While reciting lines from William Shakespeare's "Hamlet" in his high school English class, James Kautz didn't imagine a future in the arts, yet his life would come full circle upon becoming enveloped in the burgeoning metropolis that is New York City.
Kautz, a 1999 graduate of Chautauqua Lake Central School, moved to New York City right out of high school to study at The American Academy of Dramatic Arts. While studying, Kautz met two guys, Derek Ahonen and Matthew Pilieci, who would later become a powerful driving force behind his success in the world of theater arts.
According to Kautz, Ahonen and Pilieci were like-minded hooligans who gravitated toward realistic, gritty work. They all had a love of 1970s film, particularly the type that portrayed antiheroes.
Submitted photo by Larry Cobra
James Kautz, a 1999 graduate of Chautauqua Lake Central School, is pictured in The Amoralists’ production of “Happy In the Poorhouse” written and directed by Derek Ahonen.
James Kautz (right) in a production of Hamlet in a New York City theatre. Krautz read Hamlet aloud in his high school English class taught by Peter Smith.
Submitted photo by Russ Rowland
Collision, Cheaters Club and The Bad and The Better - James Kautz, a 1999 graduate of Chautauqua Lake Central School, is pictured in productions by The Amoralists Theatre Company of New York City. Above: “Cheater’s Club.'
"We bonded through college and after we got out we all went our separate ways," Kautz said. "We went on to be cast in other people's projects, commercials, film and TV stuff here and there. But, we weren't quite as happy as when we were making art together."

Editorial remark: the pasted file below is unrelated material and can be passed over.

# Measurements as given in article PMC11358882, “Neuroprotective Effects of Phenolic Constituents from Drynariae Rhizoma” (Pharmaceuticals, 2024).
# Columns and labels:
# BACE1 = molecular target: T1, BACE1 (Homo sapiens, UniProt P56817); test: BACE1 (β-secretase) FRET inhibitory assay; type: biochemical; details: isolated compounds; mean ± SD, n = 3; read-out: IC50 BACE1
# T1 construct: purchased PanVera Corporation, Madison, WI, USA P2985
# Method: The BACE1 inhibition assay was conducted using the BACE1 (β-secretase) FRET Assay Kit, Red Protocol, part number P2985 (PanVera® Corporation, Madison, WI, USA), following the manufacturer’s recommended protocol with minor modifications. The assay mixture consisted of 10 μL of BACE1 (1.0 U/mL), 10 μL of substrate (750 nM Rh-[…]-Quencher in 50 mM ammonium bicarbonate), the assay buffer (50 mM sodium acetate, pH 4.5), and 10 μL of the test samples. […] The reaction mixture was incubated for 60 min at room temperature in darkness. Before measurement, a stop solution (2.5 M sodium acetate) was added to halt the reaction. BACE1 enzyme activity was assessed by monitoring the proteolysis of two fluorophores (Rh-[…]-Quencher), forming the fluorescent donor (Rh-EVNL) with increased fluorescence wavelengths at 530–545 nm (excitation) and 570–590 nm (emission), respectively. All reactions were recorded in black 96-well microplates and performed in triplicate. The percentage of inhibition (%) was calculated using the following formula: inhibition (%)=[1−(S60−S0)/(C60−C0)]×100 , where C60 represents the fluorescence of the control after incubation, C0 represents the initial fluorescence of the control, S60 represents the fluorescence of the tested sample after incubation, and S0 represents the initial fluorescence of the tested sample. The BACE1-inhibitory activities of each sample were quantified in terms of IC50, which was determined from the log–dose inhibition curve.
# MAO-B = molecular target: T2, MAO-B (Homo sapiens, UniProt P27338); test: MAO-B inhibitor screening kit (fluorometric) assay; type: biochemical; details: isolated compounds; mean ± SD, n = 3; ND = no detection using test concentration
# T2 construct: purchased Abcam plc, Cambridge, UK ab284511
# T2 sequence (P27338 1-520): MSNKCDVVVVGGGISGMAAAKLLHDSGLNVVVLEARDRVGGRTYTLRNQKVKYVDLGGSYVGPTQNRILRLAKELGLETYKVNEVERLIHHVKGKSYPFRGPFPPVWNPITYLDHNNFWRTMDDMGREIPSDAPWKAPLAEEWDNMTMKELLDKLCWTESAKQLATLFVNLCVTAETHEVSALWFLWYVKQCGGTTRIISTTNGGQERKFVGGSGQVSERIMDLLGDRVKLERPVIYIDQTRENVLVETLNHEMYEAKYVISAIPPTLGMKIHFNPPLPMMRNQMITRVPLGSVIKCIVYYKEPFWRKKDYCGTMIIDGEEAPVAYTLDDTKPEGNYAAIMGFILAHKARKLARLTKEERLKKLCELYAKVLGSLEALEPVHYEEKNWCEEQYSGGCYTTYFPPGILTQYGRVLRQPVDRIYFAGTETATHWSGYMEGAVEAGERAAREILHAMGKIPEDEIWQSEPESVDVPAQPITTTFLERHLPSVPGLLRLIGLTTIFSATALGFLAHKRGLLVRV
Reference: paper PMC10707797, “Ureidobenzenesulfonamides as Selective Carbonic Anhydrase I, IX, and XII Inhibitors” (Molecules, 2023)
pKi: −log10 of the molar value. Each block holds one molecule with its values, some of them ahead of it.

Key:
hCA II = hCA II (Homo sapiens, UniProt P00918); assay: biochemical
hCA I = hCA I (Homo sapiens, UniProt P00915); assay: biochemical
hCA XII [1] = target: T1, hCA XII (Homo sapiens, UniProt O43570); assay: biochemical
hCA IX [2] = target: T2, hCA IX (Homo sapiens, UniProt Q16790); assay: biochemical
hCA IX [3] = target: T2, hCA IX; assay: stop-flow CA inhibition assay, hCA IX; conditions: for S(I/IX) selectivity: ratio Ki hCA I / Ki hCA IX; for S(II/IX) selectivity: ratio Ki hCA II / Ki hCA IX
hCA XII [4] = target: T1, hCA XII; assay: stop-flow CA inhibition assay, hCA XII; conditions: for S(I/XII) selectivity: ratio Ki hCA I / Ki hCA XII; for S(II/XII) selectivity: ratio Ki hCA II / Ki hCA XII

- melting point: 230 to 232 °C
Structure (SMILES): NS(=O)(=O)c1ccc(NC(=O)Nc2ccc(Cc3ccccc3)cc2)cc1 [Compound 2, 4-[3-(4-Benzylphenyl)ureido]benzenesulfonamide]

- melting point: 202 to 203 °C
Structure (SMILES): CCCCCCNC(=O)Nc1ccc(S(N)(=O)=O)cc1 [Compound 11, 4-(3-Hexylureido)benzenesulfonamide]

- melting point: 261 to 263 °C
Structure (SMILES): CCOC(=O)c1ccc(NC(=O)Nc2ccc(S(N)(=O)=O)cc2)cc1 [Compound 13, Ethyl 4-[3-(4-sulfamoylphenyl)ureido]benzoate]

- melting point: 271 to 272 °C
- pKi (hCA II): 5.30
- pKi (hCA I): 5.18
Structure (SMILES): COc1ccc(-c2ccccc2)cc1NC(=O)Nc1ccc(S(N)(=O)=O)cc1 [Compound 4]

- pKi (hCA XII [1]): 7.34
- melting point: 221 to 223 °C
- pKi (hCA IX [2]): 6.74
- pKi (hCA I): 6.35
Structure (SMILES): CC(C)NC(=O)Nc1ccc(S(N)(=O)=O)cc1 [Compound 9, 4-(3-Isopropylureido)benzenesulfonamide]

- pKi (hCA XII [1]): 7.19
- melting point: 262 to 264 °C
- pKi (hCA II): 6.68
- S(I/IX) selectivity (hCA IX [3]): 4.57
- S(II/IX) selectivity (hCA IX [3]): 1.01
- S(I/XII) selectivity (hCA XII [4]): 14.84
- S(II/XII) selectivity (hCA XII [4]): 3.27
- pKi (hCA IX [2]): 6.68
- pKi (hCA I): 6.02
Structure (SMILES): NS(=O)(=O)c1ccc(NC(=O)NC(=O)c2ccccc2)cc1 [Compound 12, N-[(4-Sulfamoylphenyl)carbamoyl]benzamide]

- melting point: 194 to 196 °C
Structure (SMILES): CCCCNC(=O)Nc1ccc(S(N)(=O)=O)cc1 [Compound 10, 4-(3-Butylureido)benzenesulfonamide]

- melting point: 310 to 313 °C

It wasn't long before the three hooligans reconnected. In 2007, Kautz, Ahonen and Pilieci took a trip out to Los Angeles to give the West a try.
"We decided we needed something different in our lives because we were really restless and bored," Kautz said.
Unfortunately the triple threat found that they hated Los Angeles, but the excursion did however solidify their will to move forward. Instinct began to roil their guts, and a crystal-clear vision of the road ahead dawned up their weary minds.
"We decided on that trip to form a theater company and start making our own work," Kautz said. "So, in 2007 we produced our very first show under the theater company name The Amoralists, 'While Chasing The Fantastic,' which was written by Derek Ahonen. It was the first time in our lives that we'd ever really taken creative control in our own hands. As an artist you're always kind of at the whims of other people, especially in the theater and acting world. Of course we did everything wrong, and we almost didn't survive it. We may have lost all of our money and almost killed each other, but there was something there - so we did it again."
The next show The Amoralists produced, "The Pied Pipers of the Lower East Side," completely changed the course of the theater company's future.
"We were all at personal crossroads, and we had decided to sink a lot of ourselves into creating this theater company that highlighted people a little more realistically than some of the other theater we were seeing," Kautz said. "We called ourselves The Amoralists because we focused on characters of moral ambiguity - good guys with hypocritical hearts and bad guys who love their kids. So, by the time 'The Pied Pipers of the Lower East Side' came around, we all had a big hand in shaping what the story was about. It was a love story about these four people trying to survive their own ideals in a world that doesn't allow that. It resonated with us, and more importantly it resonated with audiences."